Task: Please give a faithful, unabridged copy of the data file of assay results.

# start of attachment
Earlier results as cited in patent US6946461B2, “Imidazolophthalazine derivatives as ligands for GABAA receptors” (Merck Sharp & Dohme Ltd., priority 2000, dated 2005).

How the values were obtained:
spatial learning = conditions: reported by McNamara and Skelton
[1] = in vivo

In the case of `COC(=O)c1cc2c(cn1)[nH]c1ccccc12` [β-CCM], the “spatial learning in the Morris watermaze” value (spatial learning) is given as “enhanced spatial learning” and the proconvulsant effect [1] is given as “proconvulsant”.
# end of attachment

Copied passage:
Earlier results as cited in patent US6946461B2, “Imidazolophthalazine derivatives as ligands for GABAA receptors” (Merck Sharp & Dohme Ltd., priority 2000, dated 2005).

How the values were obtained:
spatial learning = conditions: reported by McNamara and Skelton
[1] = in vivo

In the case of `COC(=O)c1cc2c(cn1)[nH]c1ccccc12` [β-CCM], the “spatial learning in the Morris watermaze” value (spatial learning) is given as “enhanced spatial learning” and the proconvulsant effect [1] is given as “proconvulsant”.